In an unusual attempt to explore their own digestive tracts, student artists Luke Evans and Joshua Lake swallowed single frames of 35mm film, folding each piece in a brightly colored capsule that allowed for the acids and bodily fluids to process the film with minimal risk of colon damage. Once excreted, the negatives were recovered, cleaned, and studied in detail by an electron microscope; ultimately, they were printed into giant black and white works.
The project, titled “I turn myself inside out” is an almost uncomfortably intimate and human exploration of the photographic medium. Normally, images are produced and processed by machinery, light, and chemicals, but this provocative series substitutes the artists’ own bodies and their fluids for the impersonal metal gears and glass lens of a camera.
The images themselves are so strong because of their unexpected three-dimensionality; while most film photographs flatten space, condensing foregrounds and background to create a compelling work of art, Evans and Lake’s work does the opposite. Each frame looks like a scientific image taken from a microscope. The digestive process and the resultant breakdown of the film’s emulsion afford each image its dimensionality, transcending the medium’s traditional reliance on light and shadow to convey space.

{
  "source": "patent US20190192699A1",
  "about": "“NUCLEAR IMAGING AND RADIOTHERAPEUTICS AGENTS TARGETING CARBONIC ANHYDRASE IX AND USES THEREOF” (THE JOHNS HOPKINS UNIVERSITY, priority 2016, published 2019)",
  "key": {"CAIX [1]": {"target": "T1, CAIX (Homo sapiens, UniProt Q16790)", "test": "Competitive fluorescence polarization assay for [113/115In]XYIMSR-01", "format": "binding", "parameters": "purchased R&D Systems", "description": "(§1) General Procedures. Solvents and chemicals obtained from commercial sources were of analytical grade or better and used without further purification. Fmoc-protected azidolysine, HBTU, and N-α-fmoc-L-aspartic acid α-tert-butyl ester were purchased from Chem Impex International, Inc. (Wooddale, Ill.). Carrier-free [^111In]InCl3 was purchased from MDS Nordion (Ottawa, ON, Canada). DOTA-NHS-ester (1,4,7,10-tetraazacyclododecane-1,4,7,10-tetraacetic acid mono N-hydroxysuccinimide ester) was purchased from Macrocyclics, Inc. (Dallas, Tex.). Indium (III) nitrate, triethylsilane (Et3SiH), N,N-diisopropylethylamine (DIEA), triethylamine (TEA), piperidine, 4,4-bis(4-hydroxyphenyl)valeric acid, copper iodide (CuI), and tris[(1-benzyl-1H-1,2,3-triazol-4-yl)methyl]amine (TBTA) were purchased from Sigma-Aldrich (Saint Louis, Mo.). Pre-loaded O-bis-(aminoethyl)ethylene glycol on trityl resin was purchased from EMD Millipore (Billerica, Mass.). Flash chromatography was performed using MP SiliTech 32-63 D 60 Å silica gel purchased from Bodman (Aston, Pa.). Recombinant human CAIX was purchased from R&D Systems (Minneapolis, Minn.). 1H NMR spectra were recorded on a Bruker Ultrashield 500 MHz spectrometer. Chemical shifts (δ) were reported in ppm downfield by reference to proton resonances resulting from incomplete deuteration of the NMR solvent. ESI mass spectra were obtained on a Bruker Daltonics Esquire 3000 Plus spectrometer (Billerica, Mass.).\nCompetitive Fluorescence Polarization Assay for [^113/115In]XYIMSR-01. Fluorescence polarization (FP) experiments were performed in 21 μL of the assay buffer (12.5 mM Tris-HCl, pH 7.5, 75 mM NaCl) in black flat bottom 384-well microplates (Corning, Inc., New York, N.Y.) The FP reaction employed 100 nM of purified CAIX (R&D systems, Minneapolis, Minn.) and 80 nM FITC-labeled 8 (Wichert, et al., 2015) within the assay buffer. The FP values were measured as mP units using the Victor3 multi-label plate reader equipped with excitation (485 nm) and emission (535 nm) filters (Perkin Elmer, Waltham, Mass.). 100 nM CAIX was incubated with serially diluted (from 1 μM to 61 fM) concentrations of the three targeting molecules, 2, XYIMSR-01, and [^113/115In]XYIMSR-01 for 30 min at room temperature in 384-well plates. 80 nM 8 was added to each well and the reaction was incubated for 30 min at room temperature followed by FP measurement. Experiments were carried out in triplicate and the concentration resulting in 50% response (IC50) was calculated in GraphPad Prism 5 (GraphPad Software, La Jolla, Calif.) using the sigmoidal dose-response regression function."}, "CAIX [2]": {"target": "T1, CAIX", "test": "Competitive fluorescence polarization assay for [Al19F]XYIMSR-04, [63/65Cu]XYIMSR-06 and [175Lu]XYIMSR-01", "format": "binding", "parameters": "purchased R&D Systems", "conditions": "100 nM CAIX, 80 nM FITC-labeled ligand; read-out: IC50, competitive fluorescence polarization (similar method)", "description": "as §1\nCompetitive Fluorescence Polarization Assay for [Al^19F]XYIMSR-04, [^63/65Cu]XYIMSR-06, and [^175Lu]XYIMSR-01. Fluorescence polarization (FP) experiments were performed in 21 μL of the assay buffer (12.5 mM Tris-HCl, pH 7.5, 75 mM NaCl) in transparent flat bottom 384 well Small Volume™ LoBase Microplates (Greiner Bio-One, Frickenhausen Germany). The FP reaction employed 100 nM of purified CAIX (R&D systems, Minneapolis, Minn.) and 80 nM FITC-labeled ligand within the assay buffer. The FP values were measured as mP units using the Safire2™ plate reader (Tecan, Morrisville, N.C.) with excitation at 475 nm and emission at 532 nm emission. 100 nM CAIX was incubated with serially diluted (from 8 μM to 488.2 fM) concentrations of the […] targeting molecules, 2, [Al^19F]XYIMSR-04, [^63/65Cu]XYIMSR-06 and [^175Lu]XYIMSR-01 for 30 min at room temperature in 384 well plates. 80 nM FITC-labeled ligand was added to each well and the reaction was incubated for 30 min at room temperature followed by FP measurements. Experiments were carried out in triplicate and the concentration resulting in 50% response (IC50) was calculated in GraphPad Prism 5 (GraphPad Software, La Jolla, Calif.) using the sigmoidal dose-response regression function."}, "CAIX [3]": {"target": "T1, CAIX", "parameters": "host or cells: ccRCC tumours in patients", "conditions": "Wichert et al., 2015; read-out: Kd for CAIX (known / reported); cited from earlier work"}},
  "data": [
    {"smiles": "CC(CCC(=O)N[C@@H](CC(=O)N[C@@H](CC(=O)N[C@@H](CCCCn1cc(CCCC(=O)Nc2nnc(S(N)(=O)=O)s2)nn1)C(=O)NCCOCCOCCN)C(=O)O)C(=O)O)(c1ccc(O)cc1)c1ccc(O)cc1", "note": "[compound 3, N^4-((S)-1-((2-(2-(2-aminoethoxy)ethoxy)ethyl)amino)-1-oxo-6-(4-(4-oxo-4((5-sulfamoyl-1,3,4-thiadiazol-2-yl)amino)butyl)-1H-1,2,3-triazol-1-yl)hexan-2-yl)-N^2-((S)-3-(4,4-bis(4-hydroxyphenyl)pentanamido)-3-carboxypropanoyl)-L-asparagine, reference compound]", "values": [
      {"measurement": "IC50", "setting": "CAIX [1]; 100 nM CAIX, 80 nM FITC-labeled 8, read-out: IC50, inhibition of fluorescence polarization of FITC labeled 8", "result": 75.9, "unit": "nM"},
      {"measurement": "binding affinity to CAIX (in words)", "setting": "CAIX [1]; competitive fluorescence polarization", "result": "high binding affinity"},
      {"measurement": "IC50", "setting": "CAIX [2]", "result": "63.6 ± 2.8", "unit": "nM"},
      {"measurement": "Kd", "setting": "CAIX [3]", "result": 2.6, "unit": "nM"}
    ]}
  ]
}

The most miraculous aspect of the work lies perhaps in the tension that arises between the intimate and vulnerable bodily process and the somewhat impersonal aesthetic of the resultant images. Once printed, the images become abstract explorations of tone and space, their apparently inhuman, unemotional form subverted only by the knowledge of their painfully visceral creation. What do you think: gross or cool? (via Wired and Oddity Central)